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Reflections on the death of fine dining ...

Every few years some publication or other sounds the death knell of haute cuisine and fine dining detailing how the decline in both the desire for and standards of Michelin style fine dining and French cuisine in particular are dwindling by the passing minute.

True that there are less people that seem to have the time or desire to sit in stuffy ultra expensive dining rooms and be fawned over by pompous waiters serving overly rich food at stratospheric prices. However this was what was said when the grand old dining of Escoffiers era was replaced by the fashionable nouvelle cuisine of the 1970’s and the style of fine dining that endured through the 70’s, 80’s and start of the 90’s.

Ineveitably everything evolves and the new fine dining or haute cuisine is much more approachable but haute cuisine it is none the less. Each generation learns from the last and now the disciples of Ducasse, Robuchon et al have applied a more modern style to the dining room resulting in restaurants around the globe that serve the same high quality haute cuisine of years gone by but in more casual surroundings and in many cases at much more approachable prices.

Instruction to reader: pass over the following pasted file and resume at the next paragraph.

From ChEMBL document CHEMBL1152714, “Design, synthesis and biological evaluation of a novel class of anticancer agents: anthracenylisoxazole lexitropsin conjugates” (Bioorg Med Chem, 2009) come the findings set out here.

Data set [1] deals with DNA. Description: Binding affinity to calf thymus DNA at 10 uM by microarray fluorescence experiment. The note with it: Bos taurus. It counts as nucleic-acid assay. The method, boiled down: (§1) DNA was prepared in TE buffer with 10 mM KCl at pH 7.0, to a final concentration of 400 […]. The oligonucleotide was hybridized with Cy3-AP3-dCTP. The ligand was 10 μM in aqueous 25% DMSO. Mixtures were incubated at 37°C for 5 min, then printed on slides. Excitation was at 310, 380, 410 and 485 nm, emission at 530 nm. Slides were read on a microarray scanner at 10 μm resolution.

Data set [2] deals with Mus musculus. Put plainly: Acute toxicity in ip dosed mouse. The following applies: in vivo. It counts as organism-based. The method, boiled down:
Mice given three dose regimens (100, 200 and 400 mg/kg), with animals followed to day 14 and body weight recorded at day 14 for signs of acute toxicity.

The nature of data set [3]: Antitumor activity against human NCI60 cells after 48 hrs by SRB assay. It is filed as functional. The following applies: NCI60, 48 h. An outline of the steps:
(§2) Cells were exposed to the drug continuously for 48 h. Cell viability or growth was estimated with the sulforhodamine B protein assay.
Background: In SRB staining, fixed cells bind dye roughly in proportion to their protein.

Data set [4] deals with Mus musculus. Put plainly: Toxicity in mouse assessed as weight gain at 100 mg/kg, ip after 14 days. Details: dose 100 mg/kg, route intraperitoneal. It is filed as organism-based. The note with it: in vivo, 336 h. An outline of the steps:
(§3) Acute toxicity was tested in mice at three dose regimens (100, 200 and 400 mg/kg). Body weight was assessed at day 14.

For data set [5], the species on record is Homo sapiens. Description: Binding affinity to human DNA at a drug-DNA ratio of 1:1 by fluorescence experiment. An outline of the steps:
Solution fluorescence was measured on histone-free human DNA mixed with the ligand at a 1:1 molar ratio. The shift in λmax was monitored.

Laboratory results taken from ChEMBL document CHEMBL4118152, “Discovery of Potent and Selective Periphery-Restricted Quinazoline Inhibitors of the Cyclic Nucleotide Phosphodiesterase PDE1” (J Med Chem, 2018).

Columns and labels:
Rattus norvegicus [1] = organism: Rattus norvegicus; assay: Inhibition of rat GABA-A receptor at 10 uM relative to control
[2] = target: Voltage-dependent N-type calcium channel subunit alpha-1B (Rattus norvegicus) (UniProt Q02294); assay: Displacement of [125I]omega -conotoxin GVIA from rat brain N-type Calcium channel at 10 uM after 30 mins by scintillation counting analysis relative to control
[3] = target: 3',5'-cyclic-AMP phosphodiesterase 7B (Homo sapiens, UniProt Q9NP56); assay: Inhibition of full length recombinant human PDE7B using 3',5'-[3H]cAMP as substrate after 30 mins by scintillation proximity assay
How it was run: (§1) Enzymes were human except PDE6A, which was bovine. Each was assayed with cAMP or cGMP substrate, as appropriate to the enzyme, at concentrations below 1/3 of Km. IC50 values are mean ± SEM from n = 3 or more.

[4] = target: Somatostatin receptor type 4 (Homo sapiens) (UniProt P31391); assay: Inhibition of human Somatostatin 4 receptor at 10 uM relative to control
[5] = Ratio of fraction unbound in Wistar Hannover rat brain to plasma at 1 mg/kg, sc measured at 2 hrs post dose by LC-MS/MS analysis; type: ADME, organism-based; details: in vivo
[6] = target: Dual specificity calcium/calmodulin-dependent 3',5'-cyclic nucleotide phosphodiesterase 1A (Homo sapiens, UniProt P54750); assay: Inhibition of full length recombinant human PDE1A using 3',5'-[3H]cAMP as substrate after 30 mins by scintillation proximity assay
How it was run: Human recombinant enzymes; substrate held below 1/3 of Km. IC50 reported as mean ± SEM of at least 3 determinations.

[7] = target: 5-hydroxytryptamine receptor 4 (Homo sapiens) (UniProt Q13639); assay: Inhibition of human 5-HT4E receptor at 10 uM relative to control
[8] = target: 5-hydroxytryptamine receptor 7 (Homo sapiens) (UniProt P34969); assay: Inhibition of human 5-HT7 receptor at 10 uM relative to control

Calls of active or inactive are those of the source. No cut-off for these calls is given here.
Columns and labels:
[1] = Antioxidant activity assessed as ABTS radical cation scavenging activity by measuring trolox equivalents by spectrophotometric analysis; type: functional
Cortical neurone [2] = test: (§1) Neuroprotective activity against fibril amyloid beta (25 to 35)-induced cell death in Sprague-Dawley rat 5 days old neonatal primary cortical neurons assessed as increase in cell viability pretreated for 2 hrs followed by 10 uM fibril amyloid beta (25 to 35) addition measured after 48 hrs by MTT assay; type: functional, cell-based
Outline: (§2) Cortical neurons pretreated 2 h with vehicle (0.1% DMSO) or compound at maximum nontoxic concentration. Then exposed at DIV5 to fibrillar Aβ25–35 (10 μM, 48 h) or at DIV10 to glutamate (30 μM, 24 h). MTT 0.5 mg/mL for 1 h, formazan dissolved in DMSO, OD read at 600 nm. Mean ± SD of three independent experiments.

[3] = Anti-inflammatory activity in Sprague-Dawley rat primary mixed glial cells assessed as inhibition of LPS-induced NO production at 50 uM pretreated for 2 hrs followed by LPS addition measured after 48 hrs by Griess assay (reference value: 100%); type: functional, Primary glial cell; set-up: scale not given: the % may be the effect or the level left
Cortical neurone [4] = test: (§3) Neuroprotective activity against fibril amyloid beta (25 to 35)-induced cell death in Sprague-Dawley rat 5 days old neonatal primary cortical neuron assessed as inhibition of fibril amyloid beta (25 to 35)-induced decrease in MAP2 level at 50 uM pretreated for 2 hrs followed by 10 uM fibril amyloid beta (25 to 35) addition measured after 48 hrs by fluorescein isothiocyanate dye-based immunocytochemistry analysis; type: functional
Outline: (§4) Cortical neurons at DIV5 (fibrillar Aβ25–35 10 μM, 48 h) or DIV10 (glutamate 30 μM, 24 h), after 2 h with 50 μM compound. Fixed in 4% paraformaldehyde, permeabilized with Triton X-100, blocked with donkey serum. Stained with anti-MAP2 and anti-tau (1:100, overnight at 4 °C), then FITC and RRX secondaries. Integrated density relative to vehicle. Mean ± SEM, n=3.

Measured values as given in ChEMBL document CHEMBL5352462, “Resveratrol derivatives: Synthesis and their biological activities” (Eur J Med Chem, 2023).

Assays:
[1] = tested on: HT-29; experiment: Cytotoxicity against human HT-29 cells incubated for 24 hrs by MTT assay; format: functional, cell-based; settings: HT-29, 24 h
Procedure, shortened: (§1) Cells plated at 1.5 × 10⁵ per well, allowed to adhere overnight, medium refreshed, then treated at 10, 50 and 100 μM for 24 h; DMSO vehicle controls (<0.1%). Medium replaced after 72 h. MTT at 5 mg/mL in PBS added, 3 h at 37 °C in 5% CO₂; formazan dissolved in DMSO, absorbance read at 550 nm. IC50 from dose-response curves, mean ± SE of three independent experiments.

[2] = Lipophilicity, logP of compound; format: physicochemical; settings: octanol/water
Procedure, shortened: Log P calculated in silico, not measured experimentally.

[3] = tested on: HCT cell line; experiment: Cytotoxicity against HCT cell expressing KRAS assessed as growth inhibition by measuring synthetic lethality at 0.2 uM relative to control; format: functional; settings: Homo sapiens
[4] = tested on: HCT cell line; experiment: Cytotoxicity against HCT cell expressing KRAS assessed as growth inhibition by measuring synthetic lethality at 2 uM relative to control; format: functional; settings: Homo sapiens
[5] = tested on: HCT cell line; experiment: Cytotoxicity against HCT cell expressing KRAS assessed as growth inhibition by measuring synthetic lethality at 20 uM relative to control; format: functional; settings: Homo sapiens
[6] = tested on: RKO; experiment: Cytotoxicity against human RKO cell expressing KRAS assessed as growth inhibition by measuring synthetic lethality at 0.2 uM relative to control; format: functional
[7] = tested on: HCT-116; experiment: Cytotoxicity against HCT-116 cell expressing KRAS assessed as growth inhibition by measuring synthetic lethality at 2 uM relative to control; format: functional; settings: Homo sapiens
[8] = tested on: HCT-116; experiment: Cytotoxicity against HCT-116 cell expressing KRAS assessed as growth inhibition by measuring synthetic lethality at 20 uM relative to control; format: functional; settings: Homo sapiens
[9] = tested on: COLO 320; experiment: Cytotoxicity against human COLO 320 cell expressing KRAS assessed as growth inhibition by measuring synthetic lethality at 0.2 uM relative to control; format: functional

Add to that the interest in Spanish, Iatlian and Japanese cuisines and the favours will change but at the end of the day the French technique is still very often at the backbone of these modern fine dining restaurants. Chefs the world over began to once again question the dogma and techniques that formed haute cuisine and once again redefine it for the new century.

The very heart of fine dining and haute cuisine is the excellence of produce, the care and love lavished on cooking and serving it , the pride of wanting to be the best and to deliver the best to your guests. The wonderful thing is that these days the principles of haute cuisine and fine dining can be found not only at the top end of the market but across the spectrum of the market at different price levels making it more accessible and not just the priviilage of the wealthy.

Haute Cuisine is dead …. Long live Haute Cuisine !

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